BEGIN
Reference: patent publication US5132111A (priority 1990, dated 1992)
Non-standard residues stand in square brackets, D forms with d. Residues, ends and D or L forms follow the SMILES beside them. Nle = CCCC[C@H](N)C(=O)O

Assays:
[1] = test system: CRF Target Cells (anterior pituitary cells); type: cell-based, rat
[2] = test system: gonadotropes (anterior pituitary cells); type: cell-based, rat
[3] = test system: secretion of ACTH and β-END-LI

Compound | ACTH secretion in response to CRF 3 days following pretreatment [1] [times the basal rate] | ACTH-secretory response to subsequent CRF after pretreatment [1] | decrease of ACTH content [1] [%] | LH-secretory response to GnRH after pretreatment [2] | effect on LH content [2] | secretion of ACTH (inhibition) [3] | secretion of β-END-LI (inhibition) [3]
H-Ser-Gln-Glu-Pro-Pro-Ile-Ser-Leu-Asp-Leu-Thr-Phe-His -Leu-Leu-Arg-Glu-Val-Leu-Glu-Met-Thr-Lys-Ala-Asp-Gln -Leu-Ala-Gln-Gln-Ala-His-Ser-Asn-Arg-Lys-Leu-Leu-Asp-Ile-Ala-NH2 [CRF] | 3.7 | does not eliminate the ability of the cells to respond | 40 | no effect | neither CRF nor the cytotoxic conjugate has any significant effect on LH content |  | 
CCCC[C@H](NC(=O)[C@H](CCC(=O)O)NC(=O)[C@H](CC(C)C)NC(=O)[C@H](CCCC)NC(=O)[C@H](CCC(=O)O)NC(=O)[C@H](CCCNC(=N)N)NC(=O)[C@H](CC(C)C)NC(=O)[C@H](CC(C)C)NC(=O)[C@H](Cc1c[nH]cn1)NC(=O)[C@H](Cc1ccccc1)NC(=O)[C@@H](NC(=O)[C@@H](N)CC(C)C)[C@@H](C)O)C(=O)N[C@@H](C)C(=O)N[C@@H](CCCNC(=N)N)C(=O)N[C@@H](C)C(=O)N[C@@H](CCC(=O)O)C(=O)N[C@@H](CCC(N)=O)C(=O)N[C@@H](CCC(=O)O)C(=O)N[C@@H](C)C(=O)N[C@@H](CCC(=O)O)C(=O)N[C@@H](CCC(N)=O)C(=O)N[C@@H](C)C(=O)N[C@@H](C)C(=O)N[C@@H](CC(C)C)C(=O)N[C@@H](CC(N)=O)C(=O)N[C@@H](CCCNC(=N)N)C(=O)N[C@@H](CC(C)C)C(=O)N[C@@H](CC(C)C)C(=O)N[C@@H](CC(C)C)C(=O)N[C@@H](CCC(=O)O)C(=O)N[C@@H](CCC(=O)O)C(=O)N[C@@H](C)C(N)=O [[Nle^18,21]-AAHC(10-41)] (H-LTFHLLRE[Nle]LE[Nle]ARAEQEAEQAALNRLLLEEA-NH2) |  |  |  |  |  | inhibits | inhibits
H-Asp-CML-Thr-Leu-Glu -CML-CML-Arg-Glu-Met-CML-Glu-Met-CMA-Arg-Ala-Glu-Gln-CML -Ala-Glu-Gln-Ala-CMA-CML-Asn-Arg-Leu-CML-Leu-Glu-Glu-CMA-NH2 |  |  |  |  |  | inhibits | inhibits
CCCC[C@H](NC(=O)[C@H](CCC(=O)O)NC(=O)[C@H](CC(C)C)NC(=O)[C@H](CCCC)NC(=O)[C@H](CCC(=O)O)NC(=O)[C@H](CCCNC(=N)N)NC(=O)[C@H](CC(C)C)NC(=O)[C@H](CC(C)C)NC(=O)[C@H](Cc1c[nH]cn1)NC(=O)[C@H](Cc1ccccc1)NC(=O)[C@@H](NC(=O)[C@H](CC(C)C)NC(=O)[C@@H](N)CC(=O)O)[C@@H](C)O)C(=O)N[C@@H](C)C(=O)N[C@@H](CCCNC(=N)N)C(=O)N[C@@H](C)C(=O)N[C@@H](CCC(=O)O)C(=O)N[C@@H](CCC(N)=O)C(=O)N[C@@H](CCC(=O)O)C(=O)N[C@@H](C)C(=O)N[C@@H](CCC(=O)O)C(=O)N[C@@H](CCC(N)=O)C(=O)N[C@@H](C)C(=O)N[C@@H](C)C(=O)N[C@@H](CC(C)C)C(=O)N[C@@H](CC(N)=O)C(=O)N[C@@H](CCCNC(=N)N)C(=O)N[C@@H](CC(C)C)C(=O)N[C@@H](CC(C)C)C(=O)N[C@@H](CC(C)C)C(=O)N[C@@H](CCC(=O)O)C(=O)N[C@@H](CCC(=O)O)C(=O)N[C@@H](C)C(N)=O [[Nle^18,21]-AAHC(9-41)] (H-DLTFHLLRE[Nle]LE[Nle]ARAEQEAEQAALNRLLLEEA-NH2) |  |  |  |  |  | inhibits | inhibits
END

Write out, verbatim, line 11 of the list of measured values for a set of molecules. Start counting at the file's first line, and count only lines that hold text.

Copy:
CCCC[C@H](NC(=O)[C@H](CCC(=O)O)NC(=O)[C@H](CC(C)C)NC(=O)[C@H](CCCC)NC(=O)[C@H](CCC(=O)O)NC(=O)[C@H](CCCNC(=N)N)NC(=O)[C@H](CC(C)C)NC(=O)[C@H](CC(C)C)NC(=O)[C@H](Cc1c[nH]cn1)NC(=O)[C@H](Cc1ccccc1)NC(=O)[C@@H](NC(=O)[C@H](CC(C)C)NC(=O)[C@@H](N)CC(=O)O)[C@@H](C)O)C(=O)N[C@@H](C)C(=O)N[C@@H](CCCNC(=N)N)C(=O)N[C@@H](C)C(=O)N[C@@H](CCC(=O)O)C(=O)N[C@@H](CCC(N)=O)C(=O)N[C@@H](CCC(=O)O)C(=O)N[C@@H](C)C(=O)N[C@@H](CCC(=O)O)C(=O)N[C@@H](CCC(N)=O)C(=O)N[C@@H](C)C(=O)N[C@@H](C)C(=O)N[C@@H](CC(C)C)C(=O)N[C@@H](CC(N)=O)C(=O)N[C@@H](CCCNC(=N)N)C(=O)N[C@@H](CC(C)C)C(=O)N[C@@H](CC(C)C)C(=O)N[C@@H](CC(C)C)C(=O)N[C@@H](CCC(=O)O)C(=O)N[C@@H](CCC(=O)O)C(=O)N[C@@H](C)C(N)=O [[Nle^18,21]-AAHC(9-41)] (H-DLTFHLLRE[Nle]LE[Nle]ARAEQEAEQAALNRLLLEEA-NH2) |  |  |  |  |  | inhibits | inhibits